Some Tips to Stop a Pair of Dogs From Acting Aggressive to Other Dogs

By: David Codr

Published Date: June 17, 2021

Yoshi and Holland scaled - Some Tips to Stop a Pair of Dogs From Acting Aggressive to Other Dogs

For this Omaha dog training session we worked Yoshi, a 3 year-old Lab mix who is overly protective of his roomie, 4 year-old American Cocker Spaniel Holland; going over ways to stop the dogs from acting aggressive to other dogs.

Knowing that Yoshi liked to jump up on people who visit, Christina and I held our hands at our waist with some high-value treats. The plan worked with Yoshi sniffing our hands eagerly which gave us the opportunity to ask him for some sits. We also delayed the entry a little bit which helps the dogs get past the initial surge of excitement. These are two tips that you can use to help dogs be calm at the door when people come to visit.

We sat down with the guardians and dogs to discuss the situation and how we could help. Holland took the opportunity to drop several bully sticks between the cracks in the deck which gave us all a nice little chuckle.

After going through an evaluation and sharing a number of tips on the benefit of using marker words, petting with a purpose, celebrating desired actions and increasing structure and exercise – we were ready to address the primary issue, acting aggressive to other dogs.

Anytime you’re dealing with dog on dog aggression or reactivity, it’s important that you first to make sure that you’re taken care of all of the dogs needs and providing them with an environment that makes them feel confident and comfortable. Often as humans we think that removing rules and structure is a way to help dogs but in some cases this can cause them to act more protective, territorial or sometimes reactive reactive.

In this case, a dog fight that happened was most likely the result of several things that happen in a row that caused a dog to be stressed or anxious. The dogs went to visit a relative at a family gathering in which other people were there. One of the guests arrived with her dog and let it into the house unannounced. Holland got upset and started to bark at the dog which caused Yoshi to get fired up and caused a dogfight to happen.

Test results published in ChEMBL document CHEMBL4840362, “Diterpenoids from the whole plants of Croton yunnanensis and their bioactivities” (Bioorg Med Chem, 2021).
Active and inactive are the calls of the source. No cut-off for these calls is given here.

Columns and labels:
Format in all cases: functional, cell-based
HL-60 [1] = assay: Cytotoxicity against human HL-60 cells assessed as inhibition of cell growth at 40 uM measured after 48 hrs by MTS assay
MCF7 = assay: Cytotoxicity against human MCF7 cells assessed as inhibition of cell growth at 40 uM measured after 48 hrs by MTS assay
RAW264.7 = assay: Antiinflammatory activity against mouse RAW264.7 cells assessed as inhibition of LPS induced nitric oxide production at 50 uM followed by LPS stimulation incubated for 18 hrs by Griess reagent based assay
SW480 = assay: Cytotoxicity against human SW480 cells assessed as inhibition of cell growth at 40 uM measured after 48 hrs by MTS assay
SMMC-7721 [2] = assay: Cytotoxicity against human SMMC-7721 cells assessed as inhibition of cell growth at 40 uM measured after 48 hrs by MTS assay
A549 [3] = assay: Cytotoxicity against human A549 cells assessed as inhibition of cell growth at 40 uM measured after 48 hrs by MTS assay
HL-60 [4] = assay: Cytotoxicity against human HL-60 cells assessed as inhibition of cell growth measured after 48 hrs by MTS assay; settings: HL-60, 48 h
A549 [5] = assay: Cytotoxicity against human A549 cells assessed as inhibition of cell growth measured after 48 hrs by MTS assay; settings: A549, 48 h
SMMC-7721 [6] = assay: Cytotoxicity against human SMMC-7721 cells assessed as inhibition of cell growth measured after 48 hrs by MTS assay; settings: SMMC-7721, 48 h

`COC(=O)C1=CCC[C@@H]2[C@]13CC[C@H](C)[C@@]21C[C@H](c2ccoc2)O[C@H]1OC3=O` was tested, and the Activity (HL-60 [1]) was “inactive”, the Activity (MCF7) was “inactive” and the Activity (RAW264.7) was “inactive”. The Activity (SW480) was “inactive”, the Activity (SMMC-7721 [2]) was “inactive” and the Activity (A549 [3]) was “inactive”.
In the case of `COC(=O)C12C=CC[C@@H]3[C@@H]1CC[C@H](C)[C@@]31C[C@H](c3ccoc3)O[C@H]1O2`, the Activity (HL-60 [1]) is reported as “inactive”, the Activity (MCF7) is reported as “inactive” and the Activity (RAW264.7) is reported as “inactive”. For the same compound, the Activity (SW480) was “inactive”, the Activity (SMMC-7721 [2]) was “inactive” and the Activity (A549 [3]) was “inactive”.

Ideally, you want dogs to meet one another in a calm scenario after they’ve exercised a small amount and given a time to catch their breath. Another tip is to have them meet in a large open space, preferably on neutral territory.

As Omaha’s dog behaviorist I have found an easy way to get dogs to stop acting aggressive towards other dogs is to build up positive associations between them. A great way to do this is something called the engage disengage game. This game involves rewarding a dog for looking at another dog or looking away from another dog without reacting. You can learn how to use the engage disengage to stop dog aggression by watching the free positive dog training video below.

One of the crucial aspects of this exercise to stop dog aggression is to make sure that the reactive dog feels comfortable. If it’s barking, whining, lunging or air biting, it’s indicating that it does not feel comfortable and it’s trying to make the other dog go away. That’s where the human handler can help the situation by moving the dog further away until you can find a distance where the dog is aware of the other dog but not reacting to it.

The wonderful thing about the engage disengage game is how easy it is. Anyone can do it, you don’t have to be a professional Labrador dog trainer to do it. All it takes a little time in practice to get the technique down but eventually your dog turns in and starts to look forward to looking at other dogs or looking away from them rather than acting aggressive or lunging at other dogs.

Shortly after we finished the exercise, the dogs guardians mentioned that they were planning on going back to the relatives house over the Fourth of July for a big family get together. Christina and I strongly recommend that the dogs not go to this event because there’s just not enough time for them to practice what we went over in the session and take hold.

Since The Fourth of July is one of the most stressful days of the year for dogs and the fact that the bulldog will be at this event, the likelihood of the dogs getting into another fight are substantially higher.

A much better idea is to arrange to meet up with the bulldog at a park and do a little bit of the engage disengage game or perhaps even walk them together in a supervised manner to ensure that everything goes well. Christina offered to help with one or two of these get together‘s which I think would be amazingly helpful and productive.

If you have two dogs that are fighting each other, creating positive associations and then building on top of them is a great way to rebuild or establish a positive relationship. This is one of the fundamentals that is crucial when it comes to putting an end to dog on dog aggression.

We wrapped the session up by shooting a roadmap to success video to summarize all of the tips we shared in this in-home Omaha dog training session. You can check it out below.

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This post was written by: David Codr